Overuse of Eagle 20 and systemics makes resistant fungi

The standard agricultural approach to controlling fungus is copper ammonium. It is available inexpensively over-the-counter under the product name "Liqui-Cop" from the Brand Name "Monterey Gardens". It can be used both foliar and in fertigation.

In aqueous systems, an alternate approach is to use tiny amounts of "triple ammonia" to proactively control the development of fungi and water-borne plant diseases. It is not something to apply foliar. Also, "triple ammonia" is an excellent choice when you really want to clean your entire environment at the end of harvest. You will find it sold over-the-counter under the product names "Physan 20" and "Naccosan".
 

Seamaiden

Living dead girl
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Ah, quaternary ammonium compounds. :)

Is copper ammonium as toxic to invertebrates as copper sulfate can be? I found an article not too long ago that was discussing this issue as it has affected apple growers, and how this problem of resistance of PM fungi, along with apple maggots, can really decimate some crops.

I personally am focusing on organic solutions (hoping you recall our previous discussion re: my own thinking with that term).

qupee, try this--don't read it if you're not interested. Your perception is not my goal, information is.
 
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There's like a group of you people that seem to just sit around waiting to make another doomsday vilification thread about some product, and ya'll are annoying as fuck with your preaching. Can it.
Are you for real? I checked your gallery and your u tube. The only thing exceptional about you is your mediocrity and ignorance. I don't understand why the mods don't just delete drivel like this. Thanks Seamaiden for the eagle 20 and pm threads. I believe we are neighbors. I think your RA vectoring is a distraction from the subject though only because I've seen PM happen to the healthiest looking plants. I firmly believe that a healthy plant can be infected at any time. I also think a lot of plants have it but never have outbreaks. One thing for sure here in CO, on the left side of the hill, if you have any fresh air going into your room you will have pm spores getting to your plants. Actinovate and compost tea takes care of it for me. I have also used tea tree oil and an emulsifier as a foliar and the results were very encouraging. What is discouraging is the thought of some awesome breeder coming up with a resistant strain of weed only to have it made irrelevant by some idiot with the cash to buy dangerous chemicals and the greed to think it only affects them. I will not put anything on my plants anymore that I am not willing to put my tongue on.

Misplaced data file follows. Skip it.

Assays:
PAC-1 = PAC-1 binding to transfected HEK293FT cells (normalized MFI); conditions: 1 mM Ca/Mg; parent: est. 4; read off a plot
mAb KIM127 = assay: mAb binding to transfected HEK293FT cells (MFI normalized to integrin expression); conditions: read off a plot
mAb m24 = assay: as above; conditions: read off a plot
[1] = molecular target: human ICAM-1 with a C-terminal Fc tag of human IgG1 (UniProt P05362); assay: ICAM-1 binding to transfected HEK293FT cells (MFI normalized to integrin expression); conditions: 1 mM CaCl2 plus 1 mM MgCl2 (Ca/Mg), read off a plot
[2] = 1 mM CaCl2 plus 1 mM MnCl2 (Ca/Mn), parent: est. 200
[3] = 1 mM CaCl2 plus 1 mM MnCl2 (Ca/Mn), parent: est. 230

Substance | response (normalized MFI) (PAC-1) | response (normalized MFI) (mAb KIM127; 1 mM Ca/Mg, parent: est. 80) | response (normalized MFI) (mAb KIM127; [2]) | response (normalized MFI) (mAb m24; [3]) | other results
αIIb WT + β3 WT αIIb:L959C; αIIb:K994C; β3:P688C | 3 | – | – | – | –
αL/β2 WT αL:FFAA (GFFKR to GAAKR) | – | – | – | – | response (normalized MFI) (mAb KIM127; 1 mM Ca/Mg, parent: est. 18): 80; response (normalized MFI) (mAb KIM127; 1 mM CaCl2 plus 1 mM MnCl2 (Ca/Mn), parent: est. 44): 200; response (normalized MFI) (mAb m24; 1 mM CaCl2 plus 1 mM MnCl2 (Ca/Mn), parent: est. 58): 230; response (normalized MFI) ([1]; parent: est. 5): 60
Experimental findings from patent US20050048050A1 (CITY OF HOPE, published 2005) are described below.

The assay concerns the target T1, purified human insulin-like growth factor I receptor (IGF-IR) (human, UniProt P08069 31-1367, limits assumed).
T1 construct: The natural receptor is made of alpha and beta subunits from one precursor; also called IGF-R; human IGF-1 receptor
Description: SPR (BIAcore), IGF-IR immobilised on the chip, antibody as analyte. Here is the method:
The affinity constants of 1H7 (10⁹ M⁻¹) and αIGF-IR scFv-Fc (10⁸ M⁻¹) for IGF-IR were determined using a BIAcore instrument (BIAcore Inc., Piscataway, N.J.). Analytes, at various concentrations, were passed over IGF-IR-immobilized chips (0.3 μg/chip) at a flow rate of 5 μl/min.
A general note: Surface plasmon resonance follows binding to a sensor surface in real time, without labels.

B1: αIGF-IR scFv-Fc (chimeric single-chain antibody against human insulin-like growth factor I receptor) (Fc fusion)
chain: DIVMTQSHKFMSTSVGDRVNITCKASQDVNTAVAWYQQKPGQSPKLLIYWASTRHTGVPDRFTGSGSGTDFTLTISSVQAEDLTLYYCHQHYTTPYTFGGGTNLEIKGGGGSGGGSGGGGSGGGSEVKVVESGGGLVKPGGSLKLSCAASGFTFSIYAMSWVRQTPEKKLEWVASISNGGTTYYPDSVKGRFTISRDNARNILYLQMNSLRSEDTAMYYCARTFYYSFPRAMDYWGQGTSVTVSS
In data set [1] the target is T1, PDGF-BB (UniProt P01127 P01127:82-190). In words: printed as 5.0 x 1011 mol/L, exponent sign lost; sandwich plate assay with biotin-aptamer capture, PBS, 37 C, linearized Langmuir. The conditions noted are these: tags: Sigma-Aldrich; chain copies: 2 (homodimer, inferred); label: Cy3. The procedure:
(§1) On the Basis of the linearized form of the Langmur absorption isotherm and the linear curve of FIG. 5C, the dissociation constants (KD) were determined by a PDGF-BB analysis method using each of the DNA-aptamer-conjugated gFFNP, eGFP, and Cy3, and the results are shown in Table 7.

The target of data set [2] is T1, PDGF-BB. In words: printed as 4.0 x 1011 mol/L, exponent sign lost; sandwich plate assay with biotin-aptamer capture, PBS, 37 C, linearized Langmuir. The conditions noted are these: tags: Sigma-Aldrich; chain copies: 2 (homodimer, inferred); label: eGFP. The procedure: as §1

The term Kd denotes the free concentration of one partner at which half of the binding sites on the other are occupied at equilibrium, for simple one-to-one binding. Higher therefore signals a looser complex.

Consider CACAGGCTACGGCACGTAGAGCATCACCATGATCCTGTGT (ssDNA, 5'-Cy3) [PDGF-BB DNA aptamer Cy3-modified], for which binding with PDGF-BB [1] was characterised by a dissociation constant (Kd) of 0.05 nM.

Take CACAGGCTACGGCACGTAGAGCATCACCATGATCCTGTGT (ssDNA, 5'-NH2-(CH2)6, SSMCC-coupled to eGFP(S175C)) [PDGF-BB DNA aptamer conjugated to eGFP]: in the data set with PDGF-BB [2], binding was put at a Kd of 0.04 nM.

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true that ibtheman kicks the shit out of powdery mildew one time application i didnt even change my enviroment and havent seen a spot since
 

motherlode

@Rolln_J
Supporter
5,419
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There's like a group of you people that seem to just sit around waiting to make another doomsday vilification thread about some product, and ya'll are annoying as fuck with your preaching. Can it.

seriously?

you can totally choose not to read it

just go ahead and stick your head in the sand
 
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seriously?

you can totally choose not to read it

just go ahead and stick your head in the sand
Nah, fuck, just spray your buds with anything! Fuck it! Spray after harvest just to be sure! Its just chemicals, right? Aren't we made of chemicals? Its all the same....

:icon_animal26:
 
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ok look, same time this thread came up I saw half a dozen others between here and another site including people spouting insanity like "one drop on your skin and you will get cancer".